wow this is amazing! this trail is so great. wondering if they stopped when they reached the Bedford town line ...
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Old 08-24-22, 07:00 AM
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Originally Posted by rumrunn6
wow this is amazing! this trail is so great. wondering if they stopped when they reached the Bedford town line ...
I expect so. They definitely turned around at the Arlington line.

rod
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Old 08-26-22, 10:07 PM
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Thursday was a hot one, and I managed to whip myself out the door on the Rambouillet a few minutes past noon for a 47-mile ride in a great, swooping trajectory out the Minuteman, onward on the Reformatory Branch, into Concord Center to pick up Walden Street, on past Route 2, Walden Pond, and down Route 126 to Sherman's Bridge Road, over the Sudbury River on Sherman's Bridge itself and onto Water Row, crossing Route 27 and picking up River Road and Old County Road (how many of each do we have in this commonwealth, do you reckon?), pedaling a few blocks on Route 20 and picking up Landham Road, following that across Walsh Brook to Pelham Island Road, wending my way on that past Heard Pond and across the Sudbury River to Wayland Center and the Mass Central Rail Trail, riding the MCRT through Wayland and Weston, then taking Church Street N to Route 117, taking that a long block E to Lexington Street, following that N past the Cambridge School of Weston and across the Waltham line onto West Street, picking up Winter Street and riding along the banks of the Cambridge Reservoir, turning onto Old County Road (the second of this ride) and then turning again onto Trapelo Road to cross the Reservoir, climbing the hill to Waltham, crossing the highway, then turning left and climbing that hill on Smith Street and Spring Street to Lexington, crossing that highway, then picking up Marrett Road and rolling down a long hill to Mass. Ave., taking Maple Street to the Minuteman, and so home. This route crosses bits of Arlington, Lexington, Bedford, Concord, Lincoln, Wayland, Sudbury, Weston, and Waltham, and along the way traverses sections of the Minuteman, the Reformatory Branch, and the MCRT, along with numerous roads. I found that I didn't need to consult maps, it's all internalized from prior trips. I was following scent trails, as it were. Got home in time for supper.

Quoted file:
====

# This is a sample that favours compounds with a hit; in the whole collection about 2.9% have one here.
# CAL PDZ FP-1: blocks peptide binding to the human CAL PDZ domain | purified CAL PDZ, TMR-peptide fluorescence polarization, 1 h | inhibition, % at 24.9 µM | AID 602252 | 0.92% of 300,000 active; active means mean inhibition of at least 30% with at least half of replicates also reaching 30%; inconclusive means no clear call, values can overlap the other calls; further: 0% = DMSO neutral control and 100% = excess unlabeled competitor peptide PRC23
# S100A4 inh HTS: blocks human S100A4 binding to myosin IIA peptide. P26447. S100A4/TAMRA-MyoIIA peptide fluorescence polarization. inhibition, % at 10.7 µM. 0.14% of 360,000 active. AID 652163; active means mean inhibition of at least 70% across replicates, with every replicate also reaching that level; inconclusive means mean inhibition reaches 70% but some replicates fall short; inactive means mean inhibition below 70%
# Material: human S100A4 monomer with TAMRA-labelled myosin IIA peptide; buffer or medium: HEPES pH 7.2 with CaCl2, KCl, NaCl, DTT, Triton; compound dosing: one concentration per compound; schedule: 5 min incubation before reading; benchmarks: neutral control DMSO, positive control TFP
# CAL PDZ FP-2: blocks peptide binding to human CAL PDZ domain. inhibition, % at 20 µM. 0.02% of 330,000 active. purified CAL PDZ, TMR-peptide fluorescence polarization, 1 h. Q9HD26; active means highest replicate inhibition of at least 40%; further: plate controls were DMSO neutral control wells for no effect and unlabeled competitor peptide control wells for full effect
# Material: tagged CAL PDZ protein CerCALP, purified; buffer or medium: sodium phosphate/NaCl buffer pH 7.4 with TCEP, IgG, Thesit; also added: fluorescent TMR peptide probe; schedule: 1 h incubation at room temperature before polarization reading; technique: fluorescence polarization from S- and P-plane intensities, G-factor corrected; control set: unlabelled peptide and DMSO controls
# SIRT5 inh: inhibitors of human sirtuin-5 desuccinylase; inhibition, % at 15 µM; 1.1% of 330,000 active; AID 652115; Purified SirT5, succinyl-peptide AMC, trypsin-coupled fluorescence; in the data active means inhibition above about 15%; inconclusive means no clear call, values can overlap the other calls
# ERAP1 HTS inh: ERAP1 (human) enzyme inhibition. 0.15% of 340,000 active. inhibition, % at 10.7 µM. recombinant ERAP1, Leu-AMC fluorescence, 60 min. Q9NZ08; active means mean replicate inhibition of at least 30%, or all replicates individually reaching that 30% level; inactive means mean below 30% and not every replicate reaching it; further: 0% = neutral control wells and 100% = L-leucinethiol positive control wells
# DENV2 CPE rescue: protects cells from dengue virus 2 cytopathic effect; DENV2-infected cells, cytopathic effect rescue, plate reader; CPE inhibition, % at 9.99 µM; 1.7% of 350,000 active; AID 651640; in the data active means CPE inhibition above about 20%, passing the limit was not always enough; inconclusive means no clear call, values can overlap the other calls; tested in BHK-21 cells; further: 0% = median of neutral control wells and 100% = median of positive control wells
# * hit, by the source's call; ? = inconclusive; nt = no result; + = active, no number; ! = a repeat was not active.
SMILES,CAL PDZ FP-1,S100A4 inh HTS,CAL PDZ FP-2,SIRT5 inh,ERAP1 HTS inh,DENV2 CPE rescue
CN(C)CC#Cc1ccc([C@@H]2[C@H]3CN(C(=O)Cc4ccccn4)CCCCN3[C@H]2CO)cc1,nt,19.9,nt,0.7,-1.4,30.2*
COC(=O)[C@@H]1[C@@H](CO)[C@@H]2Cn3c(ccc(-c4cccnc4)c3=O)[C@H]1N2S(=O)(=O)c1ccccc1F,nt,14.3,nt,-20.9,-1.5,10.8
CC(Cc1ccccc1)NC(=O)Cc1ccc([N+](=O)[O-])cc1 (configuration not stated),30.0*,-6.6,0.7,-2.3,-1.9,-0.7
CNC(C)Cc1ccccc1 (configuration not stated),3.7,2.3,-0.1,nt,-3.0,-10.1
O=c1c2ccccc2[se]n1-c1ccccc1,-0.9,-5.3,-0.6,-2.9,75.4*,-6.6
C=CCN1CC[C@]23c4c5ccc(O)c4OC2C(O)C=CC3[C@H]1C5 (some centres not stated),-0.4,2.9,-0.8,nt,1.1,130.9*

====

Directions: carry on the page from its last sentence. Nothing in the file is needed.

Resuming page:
Reformatory Branch: the swamp alongside the trail is suffering the consequences of prolonged drought. Algal blooms are looking like Diet Mountain Dew. What can live in that? (answer: software engineers)


Concord Center: stopped to see the Lamp Lady at her shop on Walden Street. As is often the case, she's wearing a new lampshade. She sends her regards.


Walden Pond: this beautiful park sometimes seems mostly about crowd control these days. This little stairway seems to me to capture that aspect of the place. Come back, Thoreau!


Sherman's Bridge Road, crossing the Sudbury River. You can get a pretty good idea of the day's weather by peering up the Sudbury River from this bridge.


While standing on the bridge, I watched a great blue heron and a cormorant fishing, each in their own distinctive styles.


Water Row: here be bull frogs. I could hear them, but not see them. I think they were complaining about low water.


Heard Pond, as seen from Pelham Island Road. Plenty of water here, but not so much as to instantiate Pelham Island. I made a mental note to come back when the Sudbury River is in flood.


Pelham Island Road: lots of faces emerge from the trunk this uncanny tree, if you give it a minute.